Soft Touch The most well-laid-out kitchen in the world won't work unless it creates a welcoming atmosphere. That's why Amory Architects decided to infuse this Brookline, Mass., kitchen addition and renovation with a series of curves and oval forms. “One of our goals in all our projects is to make people feel good every time they walk into a space,” says principal in charge David Amory. “Kitchens have lots of hard surfaces, and part of our goal here was to soften that.” He and project architect Chris Brown designed a sinuous wall and desk for the room's office nook, and a slightly vaulted kitchen ceiling to carry the eye toward the backyard. A central oval skylight lets the sun's rays fall onto a similarly shaped, custom-made island table. Even the cabinetry features curved corner shelving to match a rounded-off counter corner.
Amory and Brown worked with the clients to choose colors and materials that would support the soothing effect of all those curves. Honed granite counters and a tumbled marble backsplash form matte surfaces that complement the quiet gleam of stainless steel appliances. And a gentle, nature-inspired palette of off-whites and light greens complements the room's organic shapes. A wall of storage on the kitchen's south side features ribbed-glass fronts on the upper cabinets; above them, paneling made of painted plywood and half-round molding highlights the ceiling's subtle curve. Natural-finish maple cabinets mix with painted ones and contrast against the darker oak floor. “We wanted a balance of materials,” explains Amory.
Resources: Dishwasher: Bosch; Lighting fixtures: Alkco, Arroyo Craftsman, Lightolier, and Tech Light; Oven: Wolf; Plumbing fixtures: Franke; Range hood: Gaggenau; Refrigerator: Sub-Zero; Wall tile: Stone Source; Warming drawer: Wolf.
Trunk Show Too many cooks in a kitchen design usually spells disaster. But a group approach proved to be just the right thing for this Concord, Mass., project. Homeowner Dawn Epstein is an accomplished woodworker with her own furniture-making studio. She hired local cabinetmakers and designers Kochman Reidt + Haigh to help her overhaul her kitchen and interior designer Sue Kwasnick to advise on color selections. The KR+H team included Paul Reidt, Karla Monkevich, and Hannah Swartz. “[The design process] usually doesn't work well with so many people, but in this case it did,” says Reidt.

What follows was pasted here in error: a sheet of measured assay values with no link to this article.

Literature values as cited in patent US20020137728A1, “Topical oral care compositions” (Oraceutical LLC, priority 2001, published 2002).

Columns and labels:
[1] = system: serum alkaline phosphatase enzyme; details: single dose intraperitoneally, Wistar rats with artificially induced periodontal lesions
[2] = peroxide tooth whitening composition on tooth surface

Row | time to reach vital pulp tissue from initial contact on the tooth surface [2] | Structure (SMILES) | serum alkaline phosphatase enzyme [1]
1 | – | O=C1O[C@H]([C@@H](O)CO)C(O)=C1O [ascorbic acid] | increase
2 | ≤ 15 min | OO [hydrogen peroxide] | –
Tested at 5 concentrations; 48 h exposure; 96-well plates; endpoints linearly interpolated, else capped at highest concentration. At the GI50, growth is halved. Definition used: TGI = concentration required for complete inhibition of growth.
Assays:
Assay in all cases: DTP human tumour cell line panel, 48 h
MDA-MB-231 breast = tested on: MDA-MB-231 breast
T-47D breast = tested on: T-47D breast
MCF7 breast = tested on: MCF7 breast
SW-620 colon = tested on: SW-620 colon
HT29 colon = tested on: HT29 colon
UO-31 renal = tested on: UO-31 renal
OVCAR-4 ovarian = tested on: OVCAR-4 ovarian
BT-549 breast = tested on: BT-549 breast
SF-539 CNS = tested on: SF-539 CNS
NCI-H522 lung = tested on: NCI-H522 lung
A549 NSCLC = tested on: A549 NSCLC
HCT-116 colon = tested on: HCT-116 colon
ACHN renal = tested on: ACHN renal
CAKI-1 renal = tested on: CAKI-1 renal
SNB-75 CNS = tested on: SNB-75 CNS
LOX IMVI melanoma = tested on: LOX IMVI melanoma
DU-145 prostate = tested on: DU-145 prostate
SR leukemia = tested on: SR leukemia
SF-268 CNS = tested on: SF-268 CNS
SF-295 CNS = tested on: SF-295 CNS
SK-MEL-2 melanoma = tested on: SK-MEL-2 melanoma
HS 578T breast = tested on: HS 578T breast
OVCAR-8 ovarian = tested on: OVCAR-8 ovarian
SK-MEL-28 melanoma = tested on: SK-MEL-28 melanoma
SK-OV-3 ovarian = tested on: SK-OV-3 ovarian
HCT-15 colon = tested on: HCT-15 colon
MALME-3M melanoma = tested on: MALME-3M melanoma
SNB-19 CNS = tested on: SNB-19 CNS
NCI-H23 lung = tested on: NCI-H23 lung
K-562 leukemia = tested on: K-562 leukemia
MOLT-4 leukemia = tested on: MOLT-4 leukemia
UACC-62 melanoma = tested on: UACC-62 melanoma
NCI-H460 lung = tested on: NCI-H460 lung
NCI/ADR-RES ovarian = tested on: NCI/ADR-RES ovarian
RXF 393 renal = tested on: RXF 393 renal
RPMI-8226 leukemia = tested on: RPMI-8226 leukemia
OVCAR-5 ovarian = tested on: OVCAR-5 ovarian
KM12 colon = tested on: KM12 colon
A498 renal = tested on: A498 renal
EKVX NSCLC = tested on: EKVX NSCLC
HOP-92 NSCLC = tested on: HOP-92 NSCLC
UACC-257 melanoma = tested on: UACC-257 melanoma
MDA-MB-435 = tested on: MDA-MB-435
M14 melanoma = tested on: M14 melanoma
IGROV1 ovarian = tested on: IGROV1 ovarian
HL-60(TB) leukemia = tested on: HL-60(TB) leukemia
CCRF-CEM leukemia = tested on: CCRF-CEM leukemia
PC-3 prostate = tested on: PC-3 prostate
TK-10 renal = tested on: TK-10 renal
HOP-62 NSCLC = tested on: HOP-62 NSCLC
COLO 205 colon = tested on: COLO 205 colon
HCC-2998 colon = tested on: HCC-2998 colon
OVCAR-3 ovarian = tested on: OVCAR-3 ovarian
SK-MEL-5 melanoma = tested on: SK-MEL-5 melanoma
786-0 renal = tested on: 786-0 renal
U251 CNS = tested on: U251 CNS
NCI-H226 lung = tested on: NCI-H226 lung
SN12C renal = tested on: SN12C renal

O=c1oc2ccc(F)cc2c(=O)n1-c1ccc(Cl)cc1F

The new room's most striking aspect is its circular pantry, detailed to look like an enormous tree trunk. Prima vera, a blond tropical hardwood, forms the tree's “bark,” while sapele comprises the leaf and branch details. Slumped glass fills in the leaves, transmitting light from inside the pantry. “It's a magical, magical spot,” says Epstein. “For all its aesthetic interest, the pantry is also functional—everything is right out in front of you.”
Prima vera also makes up the room's base cabinet doors and drawerfronts, while the wall cabinets consist of quilted maple doors with sapele framework and accents. “Dawn has a remarkable appreciation for woods,” says Reidt. “The whole project is really a celebration of that material.” Arts & Crafts details on the wall cabinet doors are borrowed from the 1908 Greene & Greene-designed Gamble House in Pasadena, Calif. A carved sapele breakfast bar rises up over the granite island countertop to supply a casual dining spot for Epstein, her husband, and their daughter. And a freestanding hutch and built-in corner cabinet, along with the rest of the woodwork, relate to some of Epstein's furniture pieces. “Paul drew out my aesthetic in the cabinetry,” she says.
Builder: Kistler & Knapp Builders, Acton, Mass.
Designer: Kochman Reidt + Haigh Cabinetmakers, Stoughton, Mass., and Dawn Epstein, Concord, Mass.
Interior designer: Interior Visions, Newton Centre, Mass.
Project size: 450 square feet
Construction cost: Withheld
Photographer: Steve Rosenthal
Resources: Backsplash tiles: Trikeenan Tile Works; Dishwasher: Asko; Fittings/fixtures: Grohe; Paint: Benjamin Moore; Range: Wolf; Refrigerator: Sub-Zero.